I'm a small business owner trying to do my own SEO (I don't trust anyone else out there to do it for me after being scammed once already) and all I read about is how important links are to Google. Back links, external links, anchor text lins, links, links, links.... According to all the SEO blogs out there, that's all Google cares about anymore. I have a perfectly legitimate site selling gifts. No porn. No gambling. No offensive content. Just an honest business with a relevant site and relevant content. But I don't even show at the very bottom of Google search results for ANY of my keywords. So I've been shelling out money for directory listings to acquire the backlinks Google says I need for them to notice me, because let's get real - what interest do the .gov and .edu sites out there have in linking to a site selling gift baskets? If I can't buy links on directories now, what's left? Is there ANYTHING Google WON'T penalize a site for now? They're going to penalize me for spending money trying to acquire the links they say I need to get decent natural search rankings, but they're making a fortune selling links with their ad words. And I'm sorry, but I don't have the budget to pay for Google ads that my competitors are just clicking away on to eat up my Ad Words budget as fast as they can. ARRRGGGHHHH! I've written content and tried my darnest not to "spam" my keywords but now I don't know if I have too much keyword density or not enough, every keyword density tool out there tells me something vastly different. I have created unique metatags for all 750 of my products. I have a reciprocal linking program and have been careful to exchange links only with sites with content related to mine. I'm writing blogs and articles. I've submitted to dmoz. Who do I have to sleep with to get into Google for my keywords? Matt Cutts? I use Volusion and I don't have hidden text or doorway pages or frames or whatever (that I know of anyway - Internet Advancement scammed me so they might of done something I haven't discovered yet) I'm so desperate at this point, I'd throw a party if I even saw my site on page 50. You guys say Google's search results are getting worse and you're blaming paid links for it, but I think it's because there are plenty of really good sites out there that don't have a chance in hell anymore of getting anywhere near the top - or in my case even at the bottom. I've tried everything short of submitting to Yahoo's directory, which I was about ready to do, but now I'm not sure if I should. Would that be considered a "paid" link? What about banner advertising? Are those "paid links?" If it's impossible anymore for my legitimate, relevant site to get into Google's organic search results, and I can't afford to pay for my competitors to eat up my Google Adwords budget, and I can't list my site in paid directories, then how am I going to get customers?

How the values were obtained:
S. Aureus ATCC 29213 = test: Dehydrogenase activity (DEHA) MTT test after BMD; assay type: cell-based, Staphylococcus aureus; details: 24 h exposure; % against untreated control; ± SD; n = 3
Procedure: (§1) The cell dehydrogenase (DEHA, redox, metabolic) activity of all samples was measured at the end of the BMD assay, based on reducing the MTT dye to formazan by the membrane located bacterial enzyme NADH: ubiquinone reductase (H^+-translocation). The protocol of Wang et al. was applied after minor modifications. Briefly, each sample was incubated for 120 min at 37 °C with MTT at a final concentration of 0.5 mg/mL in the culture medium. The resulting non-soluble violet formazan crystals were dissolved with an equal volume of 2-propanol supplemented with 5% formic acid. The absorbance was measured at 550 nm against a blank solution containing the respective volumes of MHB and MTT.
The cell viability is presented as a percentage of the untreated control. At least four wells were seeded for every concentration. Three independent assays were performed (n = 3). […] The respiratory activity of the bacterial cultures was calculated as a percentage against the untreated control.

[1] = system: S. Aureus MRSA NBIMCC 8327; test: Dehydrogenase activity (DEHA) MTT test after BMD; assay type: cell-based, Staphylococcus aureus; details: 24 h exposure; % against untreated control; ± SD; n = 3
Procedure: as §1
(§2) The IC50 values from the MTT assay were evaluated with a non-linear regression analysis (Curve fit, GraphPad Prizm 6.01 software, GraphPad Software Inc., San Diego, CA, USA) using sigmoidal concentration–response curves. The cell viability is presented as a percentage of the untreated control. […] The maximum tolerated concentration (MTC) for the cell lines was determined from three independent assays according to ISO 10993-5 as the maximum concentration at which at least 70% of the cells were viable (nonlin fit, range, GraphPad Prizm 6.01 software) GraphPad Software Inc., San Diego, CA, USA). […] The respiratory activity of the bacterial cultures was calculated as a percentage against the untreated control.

10/03/2007 02:50 pm